1960s Baseball Cards Values

Baseball Cards Values and Price guide

We have these great Yankees Dodgers rivalries going on and Topps to that point, put a huge investment into getting contracts and really by 1960 it was a great, a great line by the CEO of Topps at the time,  said tell a newspaper journalist the cards wag the gum,” which was his way of stating that that topps was no longer really pretending to sell bubble gum, kids were in no doubt simply after the baseball cards, it was at this time when the baseball industry was conceived and generally created. Back before action sports photography had progressed to its current standard, Topps decided to experiment with some game photos on its cards. Many times Players have had baseball cards with such horrible photos you wouldn't recognize them. Popular items for 1960s baseball cards. But who would not want to own the rookie card of the greatest professional baseball player of all time? And, in many cases, like the image of Pittsburgh's celebration following Bill Mazeroski's home run to win Game 7 of the 1960 World Series or of Carl Yastrzemski slugging a homer during Game 2 of the 1967 World Series  they are some of the most recognizable baseball cards of that era. World Series cards typically offered the only shots of game action collectors would find on Topps cards during the entire decade. Appearing for the first time in the 1960 Topps set, these cards were included in every Topps regular-issue set during the decade, other than in 1966. Most of the cards were from the early 1970s through the early 90s, including complete baseball and football sets. Price guides are used mostly to list the prices of different baseball cards in many different conditions.In 1965 -Pee-Chee re-entered the baseball card market producing a licensed version of the Topps set.   


Since then, Topps began to use individual baseball player contracts for their baseball cards. In 1967, Topps faced an attempt to undermine its position from the Major League Baseball Players Association, the League's nascent players' union Struggling to raise funds, the MLBPA realized that it could generate a huge amount of income by pooling the publicity rights of its members and to offer a set number of businesses a group publicity rights to use their personal photos and images on a line of different products. Yet, with  acceptance of third party grading companies bringing greater objectivity to Topps baseball cards (coupled with online marketing), the vintage Topps baseball cards business has become big again, with sales in the millions of dollars recorded every year for at least ten years. World War put a damper on baseball card manufacturing to the point where only a handful of sets were produced until the economy began to evolve away from the war after it ended. In the 1910s, several new and different baseball card sets began to arise, with relation to different candy companies. with a huge selection of collectible Topps baseball cards that commemorate the decade's greatest players. Part of what makes 1960s Topps baseball cards so special is the impressive checklist o all star players. Packed with Hall of Fame players and valuable rookie cards, these products are a baseball card collector's dream. During then 1960s topps continued to make many new developments to there sets in the form of inserts and other new card groupings, such as multi-player rookie cards, world series cards and leaders’ cards. Other popular issues are the Mecca Double Folders which can be folded and unfolded to created different players, Hassan Triple Folders, the beautiful 1911 Turkey Red Cards, 1914-15 Cracker Jacks and 1911 Sporting Life by the sports magazine. These cards sometimes displayed famous players and teams. 1969 Topps Baseball Complete Set, 664 of 664 cards, in varying condition, including Ernie Banks , Roberto Clemente , Johnny Bench , Hank Aaron, Pete Rose and Willie Mays. If you were born in the the 1960s and you loved baseball as much as your friends then you collected baseball cards. Sunday past was National Baseball Card Day, put in motion by the Topps Baseball Card Company, the gold standard of baseball cards. Those were the baseball cards that were most valued by you and all your baseball friends.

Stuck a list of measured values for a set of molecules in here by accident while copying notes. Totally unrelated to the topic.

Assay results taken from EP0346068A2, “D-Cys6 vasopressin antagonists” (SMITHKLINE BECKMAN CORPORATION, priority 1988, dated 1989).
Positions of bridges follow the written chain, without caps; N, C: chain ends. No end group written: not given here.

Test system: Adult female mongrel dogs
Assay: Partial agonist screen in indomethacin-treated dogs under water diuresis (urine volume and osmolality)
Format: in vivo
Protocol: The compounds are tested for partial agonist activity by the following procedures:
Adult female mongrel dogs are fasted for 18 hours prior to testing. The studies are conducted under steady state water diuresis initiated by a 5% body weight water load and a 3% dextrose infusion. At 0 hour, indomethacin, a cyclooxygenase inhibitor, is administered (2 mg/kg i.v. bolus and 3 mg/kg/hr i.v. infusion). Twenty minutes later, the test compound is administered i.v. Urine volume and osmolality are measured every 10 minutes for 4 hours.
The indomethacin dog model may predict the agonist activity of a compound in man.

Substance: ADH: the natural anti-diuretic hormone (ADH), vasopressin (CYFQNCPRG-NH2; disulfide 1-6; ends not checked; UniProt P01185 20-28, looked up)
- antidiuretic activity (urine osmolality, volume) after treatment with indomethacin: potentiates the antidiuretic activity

The same is true when buying individual players versus collecting all popular vintage sets. (A big assumption, but since I write the article, I get to compute the index.) My logic was that tobacco cards and 1952 Topps sets would have too big an impact on the VVCI and not reflect the experience of an average vintage card collector. In the next four years, prices increased 50 percent per year, which was phenomenal but actually more modest than the 60 percent increases for '50s sets. Set prices of a few hundred dollars may have been too good to resist and prices headed up 6 percent per year versus no increase for 1950s sets. The price changes for 1960s Topps sets were similar to those for 1950s Topps sets with a few exceptions. The housing market in the last 10 years provides an example of prices initially freezing at the top of the market with sellers unwilling to take losses and no sales occurring until reality sets in and prices drop. While only a fraction of collected cards are in Near Mint or Mint condition, the prices for lower condition cards generally move as a percentage of the Mint price. I decided to start looking at prices in 1981 for popular sets issued prior to 1981. I decided to find the Near Mint prices for popular vintage sets. While we could look at prices for individual cards, I felt that set prices would give a weighted average performance. How have the prices of vintage baseball cards behaved? And when I collected baseball cards there's was a few players I collected, and the big guy I collected was Frank Thomas and the other one was Nolan Ryan. And so you had a lot of people, people at every level, whether it was the card makers, the car dealers, collectors, or especially the baseball players union which was giving out a lot of licenses. Brett: So you talked little about how there's this golden age in baseball cards, particularly you know starting in the 80s when the monopoly on Topps broke up and other card manufactures got into the game, and they kind of went on to the late eighties and early nineties, but then like 1994 kind of, beginning of the unraveling.